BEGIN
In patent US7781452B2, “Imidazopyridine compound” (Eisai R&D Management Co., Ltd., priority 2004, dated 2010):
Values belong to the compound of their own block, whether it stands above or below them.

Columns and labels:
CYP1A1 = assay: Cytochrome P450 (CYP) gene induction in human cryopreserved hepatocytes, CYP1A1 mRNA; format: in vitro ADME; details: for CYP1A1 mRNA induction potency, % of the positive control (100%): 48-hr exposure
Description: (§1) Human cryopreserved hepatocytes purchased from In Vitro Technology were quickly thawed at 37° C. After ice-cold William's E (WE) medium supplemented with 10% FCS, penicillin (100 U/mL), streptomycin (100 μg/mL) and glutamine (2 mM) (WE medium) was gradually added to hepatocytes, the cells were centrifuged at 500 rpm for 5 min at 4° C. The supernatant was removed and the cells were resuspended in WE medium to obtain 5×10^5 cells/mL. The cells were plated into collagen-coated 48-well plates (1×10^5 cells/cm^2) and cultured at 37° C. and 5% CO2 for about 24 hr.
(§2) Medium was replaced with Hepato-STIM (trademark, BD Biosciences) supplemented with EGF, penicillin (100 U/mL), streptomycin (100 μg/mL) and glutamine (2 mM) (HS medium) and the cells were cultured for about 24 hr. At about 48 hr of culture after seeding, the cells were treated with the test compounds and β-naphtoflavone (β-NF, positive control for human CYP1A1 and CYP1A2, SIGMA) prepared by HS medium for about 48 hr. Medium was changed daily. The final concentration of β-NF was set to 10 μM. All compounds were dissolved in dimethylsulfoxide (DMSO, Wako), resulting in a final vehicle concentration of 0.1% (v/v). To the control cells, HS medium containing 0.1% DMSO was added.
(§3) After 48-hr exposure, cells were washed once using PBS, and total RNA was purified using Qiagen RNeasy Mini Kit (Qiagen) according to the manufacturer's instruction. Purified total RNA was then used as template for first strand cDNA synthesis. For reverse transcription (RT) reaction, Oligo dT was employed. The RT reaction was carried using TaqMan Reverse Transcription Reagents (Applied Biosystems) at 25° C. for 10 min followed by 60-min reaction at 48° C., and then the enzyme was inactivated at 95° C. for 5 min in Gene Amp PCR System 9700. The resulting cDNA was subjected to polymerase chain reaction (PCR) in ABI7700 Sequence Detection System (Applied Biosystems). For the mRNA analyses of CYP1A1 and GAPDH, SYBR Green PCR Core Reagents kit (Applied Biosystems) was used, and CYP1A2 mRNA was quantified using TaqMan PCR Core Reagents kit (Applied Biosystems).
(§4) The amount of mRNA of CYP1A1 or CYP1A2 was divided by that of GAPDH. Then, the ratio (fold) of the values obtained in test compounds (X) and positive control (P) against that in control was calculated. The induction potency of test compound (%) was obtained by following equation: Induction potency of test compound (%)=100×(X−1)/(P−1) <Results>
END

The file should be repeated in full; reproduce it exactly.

In patent US7781452B2, “Imidazopyridine compound” (Eisai R&D Management Co., Ltd., priority 2004, dated 2010):
Values belong to the compound of their own block, whether it stands above or below them.

Columns and labels:
CYP1A1 = assay: Cytochrome P450 (CYP) gene induction in human cryopreserved hepatocytes, CYP1A1 mRNA; format: in vitro ADME; details: for CYP1A1 mRNA induction potency, % of the positive control (100%): 48-hr exposure
Description: (§1) Human cryopreserved hepatocytes purchased from In Vitro Technology were quickly thawed at 37° C. After ice-cold William's E (WE) medium supplemented with 10% FCS, penicillin (100 U/mL), streptomycin (100 μg/mL) and glutamine (2 mM) (WE medium) was gradually added to hepatocytes, the cells were centrifuged at 500 rpm for 5 min at 4° C. The supernatant was removed and the cells were resuspended in WE medium to obtain 5×10^5 cells/mL. The cells were plated into collagen-coated 48-well plates (1×10^5 cells/cm^2) and cultured at 37° C. and 5% CO2 for about 24 hr.
(§2) Medium was replaced with Hepato-STIM (trademark, BD Biosciences) supplemented with EGF, penicillin (100 U/mL), streptomycin (100 μg/mL) and glutamine (2 mM) (HS medium) and the cells were cultured for about 24 hr. At about 48 hr of culture after seeding, the cells were treated with the test compounds and β-naphtoflavone (β-NF, positive control for human CYP1A1 and CYP1A2, SIGMA) prepared by HS medium for about 48 hr. Medium was changed daily. The final concentration of β-NF was set to 10 μM. All compounds were dissolved in dimethylsulfoxide (DMSO, Wako), resulting in a final vehicle concentration of 0.1% (v/v). To the control cells, HS medium containing 0.1% DMSO was added.
(§3) After 48-hr exposure, cells were washed once using PBS, and total RNA was purified using Qiagen RNeasy Mini Kit (Qiagen) according to the manufacturer's instruction. Purified total RNA was then used as template for first strand cDNA synthesis. For reverse transcription (RT) reaction, Oligo dT was employed. The RT reaction was carried using TaqMan Reverse Transcription Reagents (Applied Biosystems) at 25° C. for 10 min followed by 60-min reaction at 48° C., and then the enzyme was inactivated at 95° C. for 5 min in Gene Amp PCR System 9700. The resulting cDNA was subjected to polymerase chain reaction (PCR) in ABI7700 Sequence Detection System (Applied Biosystems). For the mRNA analyses of CYP1A1 and GAPDH, SYBR Green PCR Core Reagents kit (Applied Biosystems) was used, and CYP1A2 mRNA was quantified using TaqMan PCR Core Reagents kit (Applied Biosystems).
(§4) The amount of mRNA of CYP1A1 or CYP1A2 was divided by that of GAPDH. Then, the ratio (fold) of the values obtained in test compounds (X) and positive control (P) against that in control was calculated. The induction potency of test compound (%) was obtained by following equation: Induction potency of test compound (%)=100×(X−1)/(P−1) <Results>